97th anniversary of the Light Horse charge at Beersheba, 31st October 1917.
The author’s Great Grandfather was a trooper in the Light Horse in Palestine.
Three lines of Light Horse on the plain stark and wide;
“Three miles to the wells of Beersheba!” they cried,
As the Turks, from their trenches, they fearfully stared,
As the troopers, their bayonets from scabbards they bared.
On their backs, loaded ready, their rifles were slung,
As this gamble with fate, in the balance it hung.
From a trot to a gallop, the colour of rust,
Like a storm cloud approaching, the red desert dust
From the hooves of the walers rose high as they thundered;
This charge into hell – would it fail? Had they blundered?
The guns, from redoubts, how they rattled and roared
And the shrapnel red hot from the bursting shells poured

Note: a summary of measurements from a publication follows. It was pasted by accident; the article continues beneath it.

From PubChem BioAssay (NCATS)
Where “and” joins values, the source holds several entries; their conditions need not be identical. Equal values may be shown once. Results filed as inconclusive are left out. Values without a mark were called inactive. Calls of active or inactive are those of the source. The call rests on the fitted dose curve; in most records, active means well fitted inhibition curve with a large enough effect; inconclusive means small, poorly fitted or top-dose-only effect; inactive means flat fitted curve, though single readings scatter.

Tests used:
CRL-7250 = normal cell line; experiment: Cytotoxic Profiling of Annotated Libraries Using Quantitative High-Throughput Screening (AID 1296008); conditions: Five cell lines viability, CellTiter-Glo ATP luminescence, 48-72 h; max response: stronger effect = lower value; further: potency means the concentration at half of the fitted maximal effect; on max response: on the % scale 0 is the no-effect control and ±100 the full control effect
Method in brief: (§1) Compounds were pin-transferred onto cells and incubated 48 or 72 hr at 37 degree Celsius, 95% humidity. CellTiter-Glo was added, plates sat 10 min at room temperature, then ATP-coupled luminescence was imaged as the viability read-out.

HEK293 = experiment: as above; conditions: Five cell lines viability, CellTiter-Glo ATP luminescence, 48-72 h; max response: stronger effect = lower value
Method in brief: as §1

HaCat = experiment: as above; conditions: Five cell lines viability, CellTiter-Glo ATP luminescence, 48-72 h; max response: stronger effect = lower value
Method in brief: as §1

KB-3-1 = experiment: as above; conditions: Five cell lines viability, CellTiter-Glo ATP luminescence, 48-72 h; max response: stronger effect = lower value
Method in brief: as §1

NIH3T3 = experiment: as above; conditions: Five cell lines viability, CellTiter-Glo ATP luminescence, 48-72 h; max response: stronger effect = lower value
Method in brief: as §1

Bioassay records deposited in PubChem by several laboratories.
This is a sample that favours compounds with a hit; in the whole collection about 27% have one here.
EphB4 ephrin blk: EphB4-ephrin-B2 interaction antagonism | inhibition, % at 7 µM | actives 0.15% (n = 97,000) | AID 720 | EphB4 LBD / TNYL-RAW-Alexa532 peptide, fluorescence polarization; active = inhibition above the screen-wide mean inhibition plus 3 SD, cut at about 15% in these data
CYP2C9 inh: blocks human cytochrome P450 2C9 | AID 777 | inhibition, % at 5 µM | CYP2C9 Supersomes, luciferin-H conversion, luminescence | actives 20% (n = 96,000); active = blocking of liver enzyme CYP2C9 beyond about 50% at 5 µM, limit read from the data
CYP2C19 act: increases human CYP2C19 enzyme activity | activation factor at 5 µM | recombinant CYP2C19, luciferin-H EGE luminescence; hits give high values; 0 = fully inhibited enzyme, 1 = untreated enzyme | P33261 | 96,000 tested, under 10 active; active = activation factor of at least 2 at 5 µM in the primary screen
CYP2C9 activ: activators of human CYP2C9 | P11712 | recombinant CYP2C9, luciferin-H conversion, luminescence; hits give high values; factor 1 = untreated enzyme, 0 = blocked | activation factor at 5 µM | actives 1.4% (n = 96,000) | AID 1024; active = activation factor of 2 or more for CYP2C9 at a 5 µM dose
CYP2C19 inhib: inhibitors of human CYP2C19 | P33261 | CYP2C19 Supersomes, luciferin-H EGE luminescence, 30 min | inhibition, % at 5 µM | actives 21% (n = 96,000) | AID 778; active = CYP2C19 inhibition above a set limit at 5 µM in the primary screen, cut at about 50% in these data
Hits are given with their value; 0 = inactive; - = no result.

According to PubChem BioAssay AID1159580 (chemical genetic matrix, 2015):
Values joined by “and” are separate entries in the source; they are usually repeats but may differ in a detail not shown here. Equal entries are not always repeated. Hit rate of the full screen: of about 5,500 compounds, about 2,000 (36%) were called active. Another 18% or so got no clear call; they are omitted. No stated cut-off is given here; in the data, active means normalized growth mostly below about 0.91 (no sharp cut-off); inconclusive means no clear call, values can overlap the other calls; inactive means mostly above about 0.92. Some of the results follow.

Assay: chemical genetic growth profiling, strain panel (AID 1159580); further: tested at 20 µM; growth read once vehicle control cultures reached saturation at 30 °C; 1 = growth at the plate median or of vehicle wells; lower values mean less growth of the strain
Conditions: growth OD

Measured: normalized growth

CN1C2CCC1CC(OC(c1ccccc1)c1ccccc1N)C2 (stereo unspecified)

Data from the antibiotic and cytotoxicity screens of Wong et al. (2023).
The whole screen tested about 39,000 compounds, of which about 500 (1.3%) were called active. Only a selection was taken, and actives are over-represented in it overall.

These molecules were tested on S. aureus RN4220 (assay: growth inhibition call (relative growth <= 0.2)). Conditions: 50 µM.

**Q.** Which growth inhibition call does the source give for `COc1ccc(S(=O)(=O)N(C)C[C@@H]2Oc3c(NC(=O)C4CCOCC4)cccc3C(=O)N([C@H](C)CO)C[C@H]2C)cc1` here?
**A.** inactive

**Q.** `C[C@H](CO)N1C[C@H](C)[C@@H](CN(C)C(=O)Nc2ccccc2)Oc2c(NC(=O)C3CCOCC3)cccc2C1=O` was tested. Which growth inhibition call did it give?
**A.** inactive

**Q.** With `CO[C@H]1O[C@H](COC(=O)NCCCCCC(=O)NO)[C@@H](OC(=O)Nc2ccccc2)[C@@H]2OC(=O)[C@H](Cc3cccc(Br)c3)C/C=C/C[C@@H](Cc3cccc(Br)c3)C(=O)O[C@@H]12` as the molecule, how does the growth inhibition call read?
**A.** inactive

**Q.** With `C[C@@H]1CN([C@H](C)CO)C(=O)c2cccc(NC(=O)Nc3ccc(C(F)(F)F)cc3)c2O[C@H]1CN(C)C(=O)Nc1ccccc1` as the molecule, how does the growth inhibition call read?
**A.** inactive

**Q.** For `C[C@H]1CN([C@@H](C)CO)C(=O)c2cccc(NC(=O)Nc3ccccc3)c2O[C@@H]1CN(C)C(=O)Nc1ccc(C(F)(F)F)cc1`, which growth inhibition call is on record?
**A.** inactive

Like a hail on the riders and horses below
As now near to the trenches they closed with the foe.
And the Turks fired their guns till the barrels glowed red,
While the plain there before them lay littered with dead,
But the horses came on like a torrent in flood
And their riders with bayonets hungry for blood,
And the Turks turned and fled from this vision of hell,
And the brave who remained – by the victors they fell.
Now the battlefield silent – the hundreds lay dead,
But was barely a mark on the dust where they bled
As the wells of Beersheba the horsemen had won
Gave up their life-blood to the sword and the gun.